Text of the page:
While this policy of deliberate ambiguity (which is also known as a policy of strategic ambiguity focuses on Zimbabwe’s decision to be intentionally ambiguous on certain aspects of its foreign policy) may be useful, if Harare has contrary foreign and domestic policy goals or if it wants to take advantage of risk aversion to abet a deterrence strategy, such a policy may send the wrong signals to its allies.

In fact, it can be very risky as it may cause misinterpretation of a nation’s intentions, leading to actions that contradict that nation’s wishes. Let’s rewind – at the UN Security Council China and Russia vetoed any form of aggression on Zimbabwe when Harare embarked on the land reform programme.

Thanks to multipolarity, that action largely kept Zimbabwe going. The United States had imposed the Zimbabwe Democracy and Economic Recovery Act (Zidera) which blocks the world’s largest economy and its allies and international institutions from writing off debt owed by Zimbabwe to IFIs as well as extend financial aid to Zimbabwe. Fast forward to this year.

Zimbabwe-Japan relations are deepening and the question is “where does this put China?” Before leaving for the Tokyo International Cooperation on Africa Development (TICAD) in August this year, Mnangagwa expressed his gratitude to Shinso Abe’s government for helping Zimbabwe to construct a 6.5 km road stretch along the slippery Harare- Chirundu highway.

Currently only two notable Japanese companies – Toyota and Kansai Plascon (which took over Astra Paints) – are present in Zimbabwe and the government is working around the clock to at least restore yesteryear figures of 40 firms.

China, which has been increasing its presence in the region will not be amused. Just this week China rebuked Zimbabwe after Harare downplayed Beijing’s role in Zimbabwe. Left with egg on its face, Zimbabwe, through the Information Ministry, promised to “establish the common accounting position” regarding the matter.

Mnangagwa’s foreign policy in the Great Lakes Region has also been viewed as ambiguous. Last month the President was given Uganda’s highest honour bestowed to any foreign leader – the Most Excellent Order of the Pearl of Africa where he was the guest of honour at the country’s 57th Independence anniversary.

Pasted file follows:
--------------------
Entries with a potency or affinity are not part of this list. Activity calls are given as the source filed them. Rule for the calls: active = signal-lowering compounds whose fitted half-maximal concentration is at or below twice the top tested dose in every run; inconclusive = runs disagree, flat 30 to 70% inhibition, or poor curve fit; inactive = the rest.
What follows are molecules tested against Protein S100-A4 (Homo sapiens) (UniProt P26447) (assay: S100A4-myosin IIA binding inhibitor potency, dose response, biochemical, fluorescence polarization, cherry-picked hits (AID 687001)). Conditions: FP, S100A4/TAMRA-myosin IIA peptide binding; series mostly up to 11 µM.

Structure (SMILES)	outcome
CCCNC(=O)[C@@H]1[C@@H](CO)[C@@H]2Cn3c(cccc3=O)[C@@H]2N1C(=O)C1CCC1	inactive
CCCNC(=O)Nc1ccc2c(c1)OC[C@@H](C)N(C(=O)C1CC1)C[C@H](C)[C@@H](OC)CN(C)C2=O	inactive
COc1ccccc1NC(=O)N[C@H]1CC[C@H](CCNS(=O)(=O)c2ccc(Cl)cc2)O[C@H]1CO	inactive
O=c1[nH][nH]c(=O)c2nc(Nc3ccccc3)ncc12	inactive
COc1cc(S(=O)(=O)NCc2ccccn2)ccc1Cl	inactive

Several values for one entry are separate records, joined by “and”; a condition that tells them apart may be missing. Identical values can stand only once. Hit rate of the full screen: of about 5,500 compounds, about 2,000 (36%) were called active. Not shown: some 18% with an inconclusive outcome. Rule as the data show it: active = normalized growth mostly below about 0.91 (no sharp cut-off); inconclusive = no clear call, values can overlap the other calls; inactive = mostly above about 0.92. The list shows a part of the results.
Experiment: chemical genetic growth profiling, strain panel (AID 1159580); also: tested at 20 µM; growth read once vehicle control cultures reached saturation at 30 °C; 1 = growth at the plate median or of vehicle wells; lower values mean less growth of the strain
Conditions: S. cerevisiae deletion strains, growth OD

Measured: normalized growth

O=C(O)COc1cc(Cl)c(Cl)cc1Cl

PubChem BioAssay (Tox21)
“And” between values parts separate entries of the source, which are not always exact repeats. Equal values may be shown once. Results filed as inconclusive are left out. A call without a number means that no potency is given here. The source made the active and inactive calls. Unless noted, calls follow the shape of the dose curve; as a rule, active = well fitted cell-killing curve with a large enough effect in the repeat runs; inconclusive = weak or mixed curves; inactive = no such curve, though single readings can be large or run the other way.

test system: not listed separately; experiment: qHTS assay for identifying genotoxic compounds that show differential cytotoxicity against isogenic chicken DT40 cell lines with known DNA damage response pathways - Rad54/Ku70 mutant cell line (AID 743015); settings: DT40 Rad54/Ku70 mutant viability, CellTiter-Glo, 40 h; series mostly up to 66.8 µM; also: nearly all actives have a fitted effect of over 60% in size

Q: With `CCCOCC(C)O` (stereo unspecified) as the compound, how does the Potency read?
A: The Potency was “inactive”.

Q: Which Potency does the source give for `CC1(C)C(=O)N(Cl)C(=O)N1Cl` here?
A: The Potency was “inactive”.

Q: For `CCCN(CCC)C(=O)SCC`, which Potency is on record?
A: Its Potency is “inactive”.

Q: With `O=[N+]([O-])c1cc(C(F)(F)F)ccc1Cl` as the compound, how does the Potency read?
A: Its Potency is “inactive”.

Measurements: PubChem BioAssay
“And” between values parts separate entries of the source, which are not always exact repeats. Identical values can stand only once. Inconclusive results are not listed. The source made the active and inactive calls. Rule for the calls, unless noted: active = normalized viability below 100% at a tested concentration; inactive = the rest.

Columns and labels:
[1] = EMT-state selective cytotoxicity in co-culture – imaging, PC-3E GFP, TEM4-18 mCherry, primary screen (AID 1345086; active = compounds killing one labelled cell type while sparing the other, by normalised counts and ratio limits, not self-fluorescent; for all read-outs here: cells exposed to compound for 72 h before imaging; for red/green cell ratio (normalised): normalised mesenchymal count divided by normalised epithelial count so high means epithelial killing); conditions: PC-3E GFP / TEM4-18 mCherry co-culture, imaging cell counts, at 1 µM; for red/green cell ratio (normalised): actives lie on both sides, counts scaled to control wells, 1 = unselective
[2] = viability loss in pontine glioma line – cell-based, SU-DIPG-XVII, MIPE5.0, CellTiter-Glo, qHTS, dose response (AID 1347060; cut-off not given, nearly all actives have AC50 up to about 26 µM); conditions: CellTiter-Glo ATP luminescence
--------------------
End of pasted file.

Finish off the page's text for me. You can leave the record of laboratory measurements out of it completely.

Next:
Relations between Uganda and its neighbour Rwanda – which nearly 20 years back were cordial during the DR Congo war in which Zimbabwe backed Laurent Kabila of DRC— are not rosy. At some stage, the two countries were on the brink of war.

Now where does Zimbabwe stand? Mnangagwa’s government has sent bureaucrats to Kigali, capital of Rwanda, to understudy governance issues that have re-written history in Rwanda, which has become the first exporter of smart phones in Africa under its export-oriented industrialisation strategy.

The east African country is one of the top-ranked on the World Bank Ease of Doing Business rankings. Lest we forget, Rwanda is a country that literally emerged from the ashes following the 1994 genocide.

Lawrence Mhandara, the University of Zimbabwe political science lecturer, says the ambiguity of Zimbabwe’s foreign policy is seen through political polarisation, but he however argued that despite all this Zimbabwe has clear goals.

“Those inside government view the current policy as that of reengagement but those outside see ambiguity,” Mhandara argued. “The current administration unlike the previous one adopted an all-round foreign policy and the main goal is economic stability and development. From an objective point of view, the outcomes may take time to see but one can see what the government is trying to do.”

As Zimbabwe navigates through the complex international political economy, it is imperative to note that big brother has also walked through a similar path. As it becomes increasingly clear that the international system is by and large anarchic, two governments are currently claiming legitimate rule and sovereignty over all of China, which they claim includes Mainland China, Hong Kong, Macau and Taiwan, as well as some other islands.

The People’s Republic of China rules Mainland China under a one-party system and Hong Kong and Macau as special administrative regions, while the Republic of China (ROC) governs the Island of Taiwan as well as the Kinmen Islands which the ROC refers to as the “Free area of the Republic of China.”

That may explain the complexity of Zimbabwe’s international affairs. After all is said and done, Zimbabwe should be mindful making a Fundamental Attribution Error as it pursues its foreign policy. In foreign policy things do not always appear as they look.